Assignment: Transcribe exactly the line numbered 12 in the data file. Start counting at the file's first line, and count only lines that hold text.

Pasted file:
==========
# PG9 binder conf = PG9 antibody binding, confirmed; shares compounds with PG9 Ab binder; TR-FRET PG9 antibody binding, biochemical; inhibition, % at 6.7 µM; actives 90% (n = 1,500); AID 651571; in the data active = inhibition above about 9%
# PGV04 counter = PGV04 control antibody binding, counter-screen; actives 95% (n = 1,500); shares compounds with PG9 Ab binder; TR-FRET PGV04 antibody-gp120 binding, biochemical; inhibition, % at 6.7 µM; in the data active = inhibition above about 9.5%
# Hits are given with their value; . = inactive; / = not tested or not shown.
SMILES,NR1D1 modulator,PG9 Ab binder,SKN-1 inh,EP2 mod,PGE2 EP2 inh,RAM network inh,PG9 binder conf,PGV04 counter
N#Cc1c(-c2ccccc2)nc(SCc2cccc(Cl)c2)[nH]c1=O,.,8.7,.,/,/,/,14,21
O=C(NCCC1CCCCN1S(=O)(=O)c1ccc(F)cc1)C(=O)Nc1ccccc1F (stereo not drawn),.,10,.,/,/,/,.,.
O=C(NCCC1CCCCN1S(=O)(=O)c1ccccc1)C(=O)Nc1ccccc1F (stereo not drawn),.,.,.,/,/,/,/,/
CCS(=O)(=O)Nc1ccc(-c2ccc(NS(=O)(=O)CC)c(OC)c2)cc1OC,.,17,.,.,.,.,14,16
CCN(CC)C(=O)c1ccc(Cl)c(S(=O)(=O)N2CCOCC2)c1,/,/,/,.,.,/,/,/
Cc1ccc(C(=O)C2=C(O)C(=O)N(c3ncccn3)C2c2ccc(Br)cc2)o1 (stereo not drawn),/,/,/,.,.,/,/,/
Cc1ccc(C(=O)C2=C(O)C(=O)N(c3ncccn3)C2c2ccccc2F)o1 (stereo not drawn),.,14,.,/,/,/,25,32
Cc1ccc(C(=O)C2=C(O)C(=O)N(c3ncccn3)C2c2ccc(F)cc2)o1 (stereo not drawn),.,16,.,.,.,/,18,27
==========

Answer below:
Cc1ccc(C(=O)C2=C(O)C(=O)N(c3ncccn3)C2c2ccc(F)cc2)o1 (stereo not drawn),.,16,.,.,.,/,18,27